He nodded, still grinning.
“Based on an old Turkish alphabetic script that’s all, a few times removed; simple once you know how. We just guessed they were linked by middle-eastern languages and numerals, looks like the files are in alternate sentences of Arabic and Turkish. Wonder-girl’s just making your two copies before we scrub the rest. As you are such a good customer I’ll throw in a couple of middle-eastern translation discs for you gratis. Don’t worry, we don’t understand a word.”
She smiled at them and gave them a bow.
“I wouldn’t use any one else on this and you haven’t let me down, as ever.”
The daughter handed her two sticks and two translation discs, smiling bashfully. It wasn’t her business to meddle; perhaps she would find her own way without breaking his heart. She went to the safe while they were wiping the hard drives, then taking them out and breaking them with a small hammer on the cutting board. The people down below would be complaining again. When she returned, everything was piled up on the dining table. All they had left were their wallets, car keys, clothes and the phones she returned to them. She handed them the small nylon bag containing their payment.
“There’s a small personal bonus in there, recognition for such a good job. It’s in Swedish Kroner; I know you don’t like the Euro or Dollar.”
As she let them out, acting on impulse, she gave a huge bouquet of flowers standing in the hall to the girl, who beamed something new. He just smiled indulgently. She couldn’t resist the hope he would let his daughter spend some of the bonus on some nice clothes and a haircut, it was such a waste.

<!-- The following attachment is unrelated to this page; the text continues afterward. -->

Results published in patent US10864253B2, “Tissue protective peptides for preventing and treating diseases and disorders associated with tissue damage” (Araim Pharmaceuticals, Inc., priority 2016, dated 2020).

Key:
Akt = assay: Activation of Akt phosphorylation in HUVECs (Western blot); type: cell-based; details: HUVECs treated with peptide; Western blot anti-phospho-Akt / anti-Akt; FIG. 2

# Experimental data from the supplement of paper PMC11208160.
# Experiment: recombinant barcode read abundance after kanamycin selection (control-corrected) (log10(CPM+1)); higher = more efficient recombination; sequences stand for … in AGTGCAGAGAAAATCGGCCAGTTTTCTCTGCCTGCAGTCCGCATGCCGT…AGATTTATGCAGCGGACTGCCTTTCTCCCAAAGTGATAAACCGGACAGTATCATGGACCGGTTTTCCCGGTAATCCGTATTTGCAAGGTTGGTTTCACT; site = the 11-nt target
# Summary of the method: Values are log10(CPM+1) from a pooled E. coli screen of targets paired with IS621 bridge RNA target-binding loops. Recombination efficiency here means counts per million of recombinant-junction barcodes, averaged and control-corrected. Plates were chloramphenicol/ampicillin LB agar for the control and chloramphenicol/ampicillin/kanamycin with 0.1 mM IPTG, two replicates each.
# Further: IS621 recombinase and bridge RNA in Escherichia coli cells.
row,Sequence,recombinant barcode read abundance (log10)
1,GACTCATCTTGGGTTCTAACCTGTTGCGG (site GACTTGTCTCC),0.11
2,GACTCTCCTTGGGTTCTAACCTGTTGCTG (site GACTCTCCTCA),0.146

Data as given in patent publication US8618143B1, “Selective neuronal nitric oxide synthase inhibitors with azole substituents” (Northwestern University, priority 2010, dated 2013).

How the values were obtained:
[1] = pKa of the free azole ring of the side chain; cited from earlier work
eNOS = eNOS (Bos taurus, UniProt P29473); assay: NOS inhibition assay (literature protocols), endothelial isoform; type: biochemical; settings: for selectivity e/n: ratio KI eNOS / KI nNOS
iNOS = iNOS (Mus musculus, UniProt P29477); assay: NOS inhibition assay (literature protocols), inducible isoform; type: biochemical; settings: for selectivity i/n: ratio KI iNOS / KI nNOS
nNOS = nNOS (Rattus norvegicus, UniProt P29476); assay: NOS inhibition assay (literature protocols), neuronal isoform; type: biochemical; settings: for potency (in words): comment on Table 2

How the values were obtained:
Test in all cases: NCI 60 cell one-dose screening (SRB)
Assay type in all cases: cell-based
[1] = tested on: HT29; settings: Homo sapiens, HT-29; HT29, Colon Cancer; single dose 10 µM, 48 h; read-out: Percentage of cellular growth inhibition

She couldn’t stop smiling; he would have to come over to hear her news.
They were past dawn now, on the rolling down slopes into the valley, the wooded hills and moorland thinning out as they descended. They really felt as if they had been walking all night: Sam was near to exhaustion carrying the girl, lurching like something out of a low budget horror film, but she was holding him tight now as if sensing the extremity of his effort to bear her to safety.
Alan watched them from his peripheral vision, worrying that Sam would keel over and topple down into one of the rocky steep sided hill streams, but knew better than try to separate them again. Art and Georgy remained watchful, one just in front and the other behind, should be safe here, but things kept changing and they weren’t going to drop their guard at the last minute. They were hungry and thirsty, but unspokenly agreed to keep going, not to stop to eat and drink, not least because Sam would not be able to get up again. On they went, downwards to the valley’s head, the rising sun now above the hilltops behind them, warming their backs, encouraging them for one last effort. One last twist in the slowly widening valley, and there it was a mile and a half away, St. Leonnorus, the outermost parish and village, settled only for the past sixty years.